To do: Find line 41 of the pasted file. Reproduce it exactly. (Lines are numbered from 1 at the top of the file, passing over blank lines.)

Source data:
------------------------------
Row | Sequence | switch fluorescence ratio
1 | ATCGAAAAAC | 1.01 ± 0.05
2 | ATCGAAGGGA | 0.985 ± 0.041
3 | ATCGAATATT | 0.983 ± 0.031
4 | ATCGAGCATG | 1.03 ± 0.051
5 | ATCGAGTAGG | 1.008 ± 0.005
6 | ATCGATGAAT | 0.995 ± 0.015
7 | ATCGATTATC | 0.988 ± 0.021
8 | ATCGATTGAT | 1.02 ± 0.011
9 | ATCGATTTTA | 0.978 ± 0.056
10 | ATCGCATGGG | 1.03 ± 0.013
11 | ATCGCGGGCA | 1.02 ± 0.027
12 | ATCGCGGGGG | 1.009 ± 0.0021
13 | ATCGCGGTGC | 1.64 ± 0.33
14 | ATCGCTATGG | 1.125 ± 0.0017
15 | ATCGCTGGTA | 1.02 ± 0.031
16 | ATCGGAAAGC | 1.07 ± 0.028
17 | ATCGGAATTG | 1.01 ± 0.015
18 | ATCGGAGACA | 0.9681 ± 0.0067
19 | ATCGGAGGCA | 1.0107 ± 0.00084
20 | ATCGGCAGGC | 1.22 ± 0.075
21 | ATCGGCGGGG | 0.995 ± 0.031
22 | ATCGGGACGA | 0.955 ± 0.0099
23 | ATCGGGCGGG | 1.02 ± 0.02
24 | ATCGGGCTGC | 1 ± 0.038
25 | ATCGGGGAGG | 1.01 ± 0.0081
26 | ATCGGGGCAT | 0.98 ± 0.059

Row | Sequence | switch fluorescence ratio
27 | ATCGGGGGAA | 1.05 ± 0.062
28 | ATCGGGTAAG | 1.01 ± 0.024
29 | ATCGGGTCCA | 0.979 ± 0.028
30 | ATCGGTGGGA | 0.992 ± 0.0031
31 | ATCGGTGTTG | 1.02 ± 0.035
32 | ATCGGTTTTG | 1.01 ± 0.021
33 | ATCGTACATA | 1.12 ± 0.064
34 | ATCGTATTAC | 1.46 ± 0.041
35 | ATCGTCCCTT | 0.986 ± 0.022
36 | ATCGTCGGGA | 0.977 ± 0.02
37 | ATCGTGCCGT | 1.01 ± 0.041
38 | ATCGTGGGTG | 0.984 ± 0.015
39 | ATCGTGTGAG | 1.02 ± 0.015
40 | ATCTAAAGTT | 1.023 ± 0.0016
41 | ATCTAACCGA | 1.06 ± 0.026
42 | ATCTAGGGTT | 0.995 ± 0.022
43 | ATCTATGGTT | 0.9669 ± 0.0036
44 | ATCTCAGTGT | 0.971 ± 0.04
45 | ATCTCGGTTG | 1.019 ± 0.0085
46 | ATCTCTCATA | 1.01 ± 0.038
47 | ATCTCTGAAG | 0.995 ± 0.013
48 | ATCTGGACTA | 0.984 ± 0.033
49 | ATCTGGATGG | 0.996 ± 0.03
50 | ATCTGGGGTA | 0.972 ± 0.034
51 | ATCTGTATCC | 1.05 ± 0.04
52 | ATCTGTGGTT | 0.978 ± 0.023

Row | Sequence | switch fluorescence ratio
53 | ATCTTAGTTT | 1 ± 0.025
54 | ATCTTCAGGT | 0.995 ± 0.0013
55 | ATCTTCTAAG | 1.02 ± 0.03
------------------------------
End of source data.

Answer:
39 | ATCGTGTGAG | 1.02 ± 0.015